PBN Rotorcraft Operations under Demonstration (PROuD)

The project aims to demonstrate how the use of satellite-based procedures can enhance helicopter operations, particularly for search and rescue, and medical emergencies in Europe. A total of 80 flight tests are planned in Switzerland and Norway at heliports and small airports. The project will specifically aim to show how PBN procedures can enable precision arrival and departure and can handle operations in adverse weather and challenging environments. 

Remote Airport Concept of OperatioN (RACOON)

The project aims to demonstrate the viability and cost effectiveness of providing Remote Tower Services to multiple airports. For the purpose of the project, a remote tower will be set up at Milano Malpensa airport, which will act as a Remote Tower Center providing remote airport services combined with air navigation (RNAV) procedures for the night-time operations to Milano Linate, as well as a virtual airport. The project, which will involve real-time simulations, shadow mode trials and live trials, will also aim at demonstrating the viability and the cost effectiveness of Remote Tower Services and RNAV procedures for different classes of aircraft and their associated cost benefits compared to  ground equipment which requires ongoing maintenance.

Remote Towers, Shannon and Cork from Dublin

The project seeks to enable the provision of Remote Tower Services at Shannon and Cork, primarily in periods of low traffic intensity, from a remote facility in Dublin. In doing so, the project aims to demonstrate the state of readiness of the SESAR Remote Tower solution for industrialisation and subsequent deployment, as well as the cost and operational efficiency of the solution. The Remote Tower Services will be provided simultaneously or in sequence for both airports during periods of low traffic density. Safety management processes and procedures will be applied to ensure that levels of safety will be equal to those which are provided by the local control towers at both airports. A total of 50 exercises are envisaged for the project.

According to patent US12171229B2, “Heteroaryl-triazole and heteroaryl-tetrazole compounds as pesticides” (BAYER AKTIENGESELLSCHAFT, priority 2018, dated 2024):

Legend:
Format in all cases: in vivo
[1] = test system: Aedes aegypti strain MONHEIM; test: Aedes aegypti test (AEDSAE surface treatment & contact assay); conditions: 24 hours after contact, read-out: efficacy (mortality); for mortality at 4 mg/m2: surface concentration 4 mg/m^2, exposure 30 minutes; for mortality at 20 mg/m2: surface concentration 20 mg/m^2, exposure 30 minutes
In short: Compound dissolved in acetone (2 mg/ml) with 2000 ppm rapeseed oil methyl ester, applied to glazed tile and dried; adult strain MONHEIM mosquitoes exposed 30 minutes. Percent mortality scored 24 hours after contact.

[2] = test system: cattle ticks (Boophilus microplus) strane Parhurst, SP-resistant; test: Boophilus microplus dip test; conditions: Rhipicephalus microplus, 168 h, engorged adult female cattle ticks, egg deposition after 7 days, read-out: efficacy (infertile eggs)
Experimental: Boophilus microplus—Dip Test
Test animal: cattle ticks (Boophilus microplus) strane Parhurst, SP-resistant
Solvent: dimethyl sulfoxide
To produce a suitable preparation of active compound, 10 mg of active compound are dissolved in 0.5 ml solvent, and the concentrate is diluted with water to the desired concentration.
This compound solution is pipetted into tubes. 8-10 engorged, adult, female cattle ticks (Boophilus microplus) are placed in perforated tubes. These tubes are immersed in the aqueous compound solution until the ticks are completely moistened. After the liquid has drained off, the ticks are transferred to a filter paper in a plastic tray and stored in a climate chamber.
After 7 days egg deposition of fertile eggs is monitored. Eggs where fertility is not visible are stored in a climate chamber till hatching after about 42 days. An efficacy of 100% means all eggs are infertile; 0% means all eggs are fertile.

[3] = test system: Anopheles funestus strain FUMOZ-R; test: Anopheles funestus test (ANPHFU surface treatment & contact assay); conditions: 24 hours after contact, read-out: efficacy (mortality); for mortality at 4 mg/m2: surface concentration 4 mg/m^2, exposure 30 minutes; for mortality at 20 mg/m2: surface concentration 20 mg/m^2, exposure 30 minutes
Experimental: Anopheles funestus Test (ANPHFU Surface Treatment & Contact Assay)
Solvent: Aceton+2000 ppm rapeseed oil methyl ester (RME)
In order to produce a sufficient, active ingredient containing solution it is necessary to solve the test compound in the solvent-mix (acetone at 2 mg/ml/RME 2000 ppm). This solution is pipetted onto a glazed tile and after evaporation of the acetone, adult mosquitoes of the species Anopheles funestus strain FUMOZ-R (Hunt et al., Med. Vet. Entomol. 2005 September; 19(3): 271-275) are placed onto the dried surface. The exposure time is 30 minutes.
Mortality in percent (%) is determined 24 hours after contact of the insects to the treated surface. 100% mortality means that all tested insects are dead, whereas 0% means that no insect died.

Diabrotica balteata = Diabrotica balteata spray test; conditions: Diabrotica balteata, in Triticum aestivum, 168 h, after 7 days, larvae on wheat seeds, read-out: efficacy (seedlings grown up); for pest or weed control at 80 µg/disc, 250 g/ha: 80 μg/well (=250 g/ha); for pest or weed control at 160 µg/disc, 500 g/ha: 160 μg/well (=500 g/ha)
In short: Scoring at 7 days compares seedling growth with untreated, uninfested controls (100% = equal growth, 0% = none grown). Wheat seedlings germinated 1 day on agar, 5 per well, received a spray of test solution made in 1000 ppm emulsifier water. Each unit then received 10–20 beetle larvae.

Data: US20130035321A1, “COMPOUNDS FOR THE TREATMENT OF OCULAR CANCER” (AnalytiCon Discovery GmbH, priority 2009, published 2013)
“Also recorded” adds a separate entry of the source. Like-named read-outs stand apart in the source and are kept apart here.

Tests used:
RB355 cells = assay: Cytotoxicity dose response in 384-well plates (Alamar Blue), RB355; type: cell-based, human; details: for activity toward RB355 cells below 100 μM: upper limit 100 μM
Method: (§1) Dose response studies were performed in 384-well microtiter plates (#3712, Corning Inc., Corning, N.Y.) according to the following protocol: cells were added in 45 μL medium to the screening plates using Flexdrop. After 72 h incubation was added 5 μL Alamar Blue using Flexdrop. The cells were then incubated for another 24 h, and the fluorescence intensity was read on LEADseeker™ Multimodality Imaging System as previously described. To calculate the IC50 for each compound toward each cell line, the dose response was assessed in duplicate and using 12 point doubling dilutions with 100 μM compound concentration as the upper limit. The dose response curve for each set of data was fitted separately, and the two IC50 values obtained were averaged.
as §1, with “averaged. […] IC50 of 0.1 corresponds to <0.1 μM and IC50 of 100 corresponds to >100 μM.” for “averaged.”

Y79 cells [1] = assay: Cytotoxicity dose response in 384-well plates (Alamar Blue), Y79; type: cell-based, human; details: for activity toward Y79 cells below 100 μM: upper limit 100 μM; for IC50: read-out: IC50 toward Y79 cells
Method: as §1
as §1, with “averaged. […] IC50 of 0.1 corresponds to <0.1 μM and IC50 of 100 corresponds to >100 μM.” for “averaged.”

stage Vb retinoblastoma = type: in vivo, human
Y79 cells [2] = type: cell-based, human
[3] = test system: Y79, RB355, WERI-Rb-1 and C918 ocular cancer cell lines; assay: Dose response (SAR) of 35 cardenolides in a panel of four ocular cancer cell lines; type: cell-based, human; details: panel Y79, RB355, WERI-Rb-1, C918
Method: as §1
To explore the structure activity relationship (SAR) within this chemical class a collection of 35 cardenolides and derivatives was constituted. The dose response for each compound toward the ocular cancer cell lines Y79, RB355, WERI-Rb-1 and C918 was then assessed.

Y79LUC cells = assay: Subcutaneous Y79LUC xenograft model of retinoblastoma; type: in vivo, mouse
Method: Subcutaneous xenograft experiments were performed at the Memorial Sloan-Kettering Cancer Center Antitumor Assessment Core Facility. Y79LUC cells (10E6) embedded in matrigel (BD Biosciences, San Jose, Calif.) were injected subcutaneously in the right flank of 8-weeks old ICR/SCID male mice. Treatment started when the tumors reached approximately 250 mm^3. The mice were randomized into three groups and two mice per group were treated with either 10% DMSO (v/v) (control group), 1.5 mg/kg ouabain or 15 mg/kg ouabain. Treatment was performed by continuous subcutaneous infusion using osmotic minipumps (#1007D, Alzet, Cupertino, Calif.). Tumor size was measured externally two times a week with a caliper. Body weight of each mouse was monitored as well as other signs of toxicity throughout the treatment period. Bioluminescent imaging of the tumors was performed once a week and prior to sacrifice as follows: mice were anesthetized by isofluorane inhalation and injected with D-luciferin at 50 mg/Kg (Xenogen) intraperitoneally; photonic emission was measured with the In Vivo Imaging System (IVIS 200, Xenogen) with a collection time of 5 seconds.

Remote Tower Operations (RTO)

The project will demonstrate Remote Tower Services (AFIS and ATC) at single tower locations in the Netherlands, Sweden and Germany using live and shadow mode operations. Up to 100 flights are envisaged during the project, covering day and night operations. Specific traffic scenarios incorporating Instrument flight Rules (IFR) and Visual Flight Rules (VFR) - two sets of regulations governing all aspects of civil aviation will be defined. Furthermore, the interchange between conventional operations in a local tower and the remote tower facility will be demonstrated. In addition, a demonstration of control at multiple airports is proposed in a simulated environment.

RNP Implementation Synchronisation in Europe (RISE)

Performance Based Navigation (PBN) procedures, notably Required Navigation Performance (RNP) standards, are about freeing airplanes’ reliance on ground-based navigational aids and allowing more flexible and optimum routing using satellite navigation. While these procedures have existed for some time, implementation in Europe has been slow due to a number of operational factors. The RISE project aims to validate several PBN/RNP procedures by conducting over 160 flight trials between ten European small and medium-sized airports.  The project will work closely with all actors, and in particular with airlines and air service navigation providers to ensure uptake of the procedures more widely.

Toplink 2

The project aims to conduct a total of 130 flight trials in order to demonstrate cost-innovative solutions for the provision to general aviation users of network business-to-business information services, including MET services, air traffic control and aeronautical information management (AIM) services. Specifically, the project foresees implementing a low-cost Flight Operation Centre (FOC) solution for general aviation users connected through the internet, as well as a low-cost cockpit solution based on Electronic Flight Bags using communications options such as WiFi, 3G/4G, iridium Satcom and ACARS.